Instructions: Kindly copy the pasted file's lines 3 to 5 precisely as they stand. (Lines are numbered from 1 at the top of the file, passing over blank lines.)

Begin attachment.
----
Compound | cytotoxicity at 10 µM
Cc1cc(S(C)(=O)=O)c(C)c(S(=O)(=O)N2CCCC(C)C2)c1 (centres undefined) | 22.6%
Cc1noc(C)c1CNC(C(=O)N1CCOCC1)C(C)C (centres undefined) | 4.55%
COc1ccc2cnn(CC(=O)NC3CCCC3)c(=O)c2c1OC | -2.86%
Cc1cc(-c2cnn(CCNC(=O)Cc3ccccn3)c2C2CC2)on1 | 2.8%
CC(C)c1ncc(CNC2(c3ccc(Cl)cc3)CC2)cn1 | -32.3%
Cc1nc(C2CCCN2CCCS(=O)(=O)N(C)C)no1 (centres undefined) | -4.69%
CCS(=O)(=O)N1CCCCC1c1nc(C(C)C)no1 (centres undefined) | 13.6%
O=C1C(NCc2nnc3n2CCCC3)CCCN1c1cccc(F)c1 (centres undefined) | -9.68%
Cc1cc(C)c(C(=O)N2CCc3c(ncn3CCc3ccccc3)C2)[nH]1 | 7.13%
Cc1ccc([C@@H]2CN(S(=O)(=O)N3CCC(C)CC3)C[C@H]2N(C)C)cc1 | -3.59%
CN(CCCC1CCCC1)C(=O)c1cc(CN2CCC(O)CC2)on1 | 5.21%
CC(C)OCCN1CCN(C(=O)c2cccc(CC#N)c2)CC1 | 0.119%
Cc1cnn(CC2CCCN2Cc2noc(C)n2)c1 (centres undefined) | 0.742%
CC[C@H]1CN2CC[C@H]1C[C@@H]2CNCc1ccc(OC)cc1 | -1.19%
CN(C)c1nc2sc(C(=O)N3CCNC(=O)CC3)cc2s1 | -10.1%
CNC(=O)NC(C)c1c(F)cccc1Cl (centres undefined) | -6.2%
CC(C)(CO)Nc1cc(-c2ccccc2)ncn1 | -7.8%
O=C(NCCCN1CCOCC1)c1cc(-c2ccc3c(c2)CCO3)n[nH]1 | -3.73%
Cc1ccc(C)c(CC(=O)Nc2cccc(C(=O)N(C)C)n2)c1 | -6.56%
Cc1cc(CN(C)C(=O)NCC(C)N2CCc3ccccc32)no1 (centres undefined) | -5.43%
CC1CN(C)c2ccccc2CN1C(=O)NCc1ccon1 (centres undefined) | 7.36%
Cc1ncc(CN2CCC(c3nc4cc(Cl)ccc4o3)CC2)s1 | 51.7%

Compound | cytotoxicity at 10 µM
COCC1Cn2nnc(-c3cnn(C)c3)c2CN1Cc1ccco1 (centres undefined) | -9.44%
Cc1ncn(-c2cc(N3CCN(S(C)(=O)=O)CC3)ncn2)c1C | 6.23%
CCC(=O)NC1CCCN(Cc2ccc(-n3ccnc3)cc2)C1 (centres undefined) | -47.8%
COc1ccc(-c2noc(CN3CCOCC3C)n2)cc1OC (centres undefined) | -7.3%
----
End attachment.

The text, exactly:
Cc1noc(C)c1CNC(C(=O)N1CCOCC1)C(C)C (centres undefined) | 4.55%
COc1ccc2cnn(CC(=O)NC3CCCC3)c(=O)c2c1OC | -2.86%
Cc1cc(-c2cnn(CCNC(=O)Cc3ccccn3)c2C2CC2)on1 | 2.8%